A hard game for a soft generation.
Officially announced for release in 2009 and later dropped by its North American publisher before finally securing a release nearly three years later, it’s a wonder La-Mulana ever made it to the West in the first place. However, the difficulty the game experienced in its localization is parallel to the difficulty I had playing it. To put it simply, La-Mulana is hard.
A remake of a popular retro-inspired PC title, in La-Mulana you play as Lemeza Kosugi, an archaeologist and descendant of ninjas. The game’s story is similarly bizarre, opening with a folk ballad describing the birth and destruction of mankind. Nevertheless, the story appears mostly in the form of stone tablets scattered throughout the world, and acts as little more than a backdrop for what’s really important: the gameplay.
La-Mulana plays similarly to Castlevania, in that main character is equipped with a whip and gains sub-weapons along his journey. Like the Castlevania titles that followed Symphony of the Night, the game also takes places largely in one area, which you gain greater access to as you find items and complete puzzles.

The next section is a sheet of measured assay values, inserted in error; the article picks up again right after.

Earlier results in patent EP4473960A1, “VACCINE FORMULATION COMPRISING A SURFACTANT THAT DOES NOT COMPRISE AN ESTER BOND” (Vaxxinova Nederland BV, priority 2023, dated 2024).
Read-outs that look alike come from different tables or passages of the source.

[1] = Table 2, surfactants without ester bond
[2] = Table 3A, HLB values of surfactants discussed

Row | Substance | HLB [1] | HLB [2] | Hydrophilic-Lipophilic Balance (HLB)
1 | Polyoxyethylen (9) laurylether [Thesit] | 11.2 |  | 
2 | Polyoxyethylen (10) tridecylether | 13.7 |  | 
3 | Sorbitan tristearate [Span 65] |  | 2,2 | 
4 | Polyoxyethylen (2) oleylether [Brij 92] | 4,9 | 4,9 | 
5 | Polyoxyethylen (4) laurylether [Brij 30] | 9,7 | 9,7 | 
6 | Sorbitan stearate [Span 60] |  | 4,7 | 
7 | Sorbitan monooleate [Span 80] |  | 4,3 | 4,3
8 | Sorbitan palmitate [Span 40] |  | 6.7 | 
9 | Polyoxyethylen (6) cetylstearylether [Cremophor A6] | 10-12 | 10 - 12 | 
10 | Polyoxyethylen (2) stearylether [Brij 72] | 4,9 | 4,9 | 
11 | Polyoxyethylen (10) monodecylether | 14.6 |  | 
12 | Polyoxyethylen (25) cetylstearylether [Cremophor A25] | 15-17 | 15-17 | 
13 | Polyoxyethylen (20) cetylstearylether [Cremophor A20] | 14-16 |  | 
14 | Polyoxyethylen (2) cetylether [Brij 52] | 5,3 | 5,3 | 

Setting the game apart is its punishing difficulty. It’s easily one of the most difficult games to come out on the market in quite some time. To give an example: I spent three hours playing the game one evening, only to collect an area map. Most of my time was spent dying and returning to the last save point. The difficulty isn’t always the product of quality game design, either. Oftentimes, enemy placement and movement patterns simply feel cheap, and the lack of healing items mean you have to be especially careful. Not to mention that grinding for money is a huge part of collecting better items early on in the game. This wouldn’t be a huge problem if it wasn’t for the fact that you lose all progress since your last save when you die.
However, with the excessive difficulty aside, La-Mulana is anything but a bad game. The game shines when it comes to its boss battles, enemy and item variety, aesthetic, and music. But experiencing all the game has to offer requires determination. La-Mulana is not a game for those without lots of time and patience.